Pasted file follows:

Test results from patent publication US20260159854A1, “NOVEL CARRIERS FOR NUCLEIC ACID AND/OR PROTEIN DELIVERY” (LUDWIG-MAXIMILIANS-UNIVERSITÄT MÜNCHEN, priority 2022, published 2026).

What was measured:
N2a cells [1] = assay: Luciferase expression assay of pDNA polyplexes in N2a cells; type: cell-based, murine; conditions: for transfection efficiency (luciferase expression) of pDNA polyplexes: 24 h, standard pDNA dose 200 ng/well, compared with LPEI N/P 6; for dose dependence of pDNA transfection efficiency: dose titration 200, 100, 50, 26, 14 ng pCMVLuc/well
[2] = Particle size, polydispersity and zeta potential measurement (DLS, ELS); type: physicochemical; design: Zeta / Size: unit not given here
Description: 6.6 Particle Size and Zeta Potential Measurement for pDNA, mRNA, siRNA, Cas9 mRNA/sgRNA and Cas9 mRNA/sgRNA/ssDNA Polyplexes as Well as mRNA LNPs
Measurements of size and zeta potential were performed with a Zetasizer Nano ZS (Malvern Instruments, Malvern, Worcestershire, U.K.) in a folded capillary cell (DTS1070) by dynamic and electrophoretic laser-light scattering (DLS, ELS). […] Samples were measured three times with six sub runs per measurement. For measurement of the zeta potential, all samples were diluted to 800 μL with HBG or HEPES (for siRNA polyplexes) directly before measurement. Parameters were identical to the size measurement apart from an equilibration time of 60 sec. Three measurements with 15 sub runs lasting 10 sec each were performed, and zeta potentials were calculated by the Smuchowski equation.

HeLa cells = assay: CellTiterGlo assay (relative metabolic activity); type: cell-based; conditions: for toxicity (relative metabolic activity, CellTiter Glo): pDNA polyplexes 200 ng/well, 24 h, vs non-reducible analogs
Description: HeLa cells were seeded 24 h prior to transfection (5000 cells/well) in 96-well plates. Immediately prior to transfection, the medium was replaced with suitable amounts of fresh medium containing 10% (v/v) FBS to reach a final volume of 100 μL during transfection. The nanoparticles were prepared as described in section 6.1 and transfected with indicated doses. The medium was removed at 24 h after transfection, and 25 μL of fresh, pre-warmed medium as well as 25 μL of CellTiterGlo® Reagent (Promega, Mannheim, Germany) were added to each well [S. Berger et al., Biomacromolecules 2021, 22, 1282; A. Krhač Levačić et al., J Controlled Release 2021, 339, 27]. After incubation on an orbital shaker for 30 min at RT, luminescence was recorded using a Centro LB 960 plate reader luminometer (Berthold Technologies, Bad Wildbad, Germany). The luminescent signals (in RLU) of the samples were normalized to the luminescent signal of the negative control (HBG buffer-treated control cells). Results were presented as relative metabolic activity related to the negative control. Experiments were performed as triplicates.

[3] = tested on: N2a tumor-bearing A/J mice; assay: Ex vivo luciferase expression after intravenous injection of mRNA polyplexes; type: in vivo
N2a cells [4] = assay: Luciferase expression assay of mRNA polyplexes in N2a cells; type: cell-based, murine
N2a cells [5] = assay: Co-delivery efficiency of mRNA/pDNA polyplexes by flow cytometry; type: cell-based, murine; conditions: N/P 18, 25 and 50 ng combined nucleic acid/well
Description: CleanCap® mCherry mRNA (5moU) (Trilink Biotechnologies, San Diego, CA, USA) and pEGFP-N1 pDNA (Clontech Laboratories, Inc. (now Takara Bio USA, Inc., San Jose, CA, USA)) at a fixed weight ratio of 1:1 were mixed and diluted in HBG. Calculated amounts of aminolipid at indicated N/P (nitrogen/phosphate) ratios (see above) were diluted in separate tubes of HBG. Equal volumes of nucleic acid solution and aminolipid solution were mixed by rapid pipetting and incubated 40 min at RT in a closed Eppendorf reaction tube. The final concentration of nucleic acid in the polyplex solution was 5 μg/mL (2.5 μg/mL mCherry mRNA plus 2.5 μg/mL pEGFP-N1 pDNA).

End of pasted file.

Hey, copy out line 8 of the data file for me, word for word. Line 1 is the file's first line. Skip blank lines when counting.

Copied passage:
Description: HeLa cells were seeded 24 h prior to transfection (5000 cells/well) in 96-well plates. Immediately prior to transfection, the medium was replaced with suitable amounts of fresh medium containing 10% (v/v) FBS to reach a final volume of 100 μL during transfection. The nanoparticles were prepared as described in section 6.1 and transfected with indicated doses. The medium was removed at 24 h after transfection, and 25 μL of fresh, pre-warmed medium as well as 25 μL of CellTiterGlo® Reagent (Promega, Mannheim, Germany) were added to each well [S. Berger et al., Biomacromolecules 2021, 22, 1282; A. Krhač Levačić et al., J Controlled Release 2021, 339, 27]. After incubation on an orbital shaker for 30 min at RT, luminescence was recorded using a Centro LB 960 plate reader luminometer (Berthold Technologies, Bad Wildbad, Germany). The luminescent signals (in RLU) of the samples were normalized to the luminescent signal of the negative control (HBG buffer-treated control cells). Results were presented as relative metabolic activity related to the negative control. Experiments were performed as triplicates.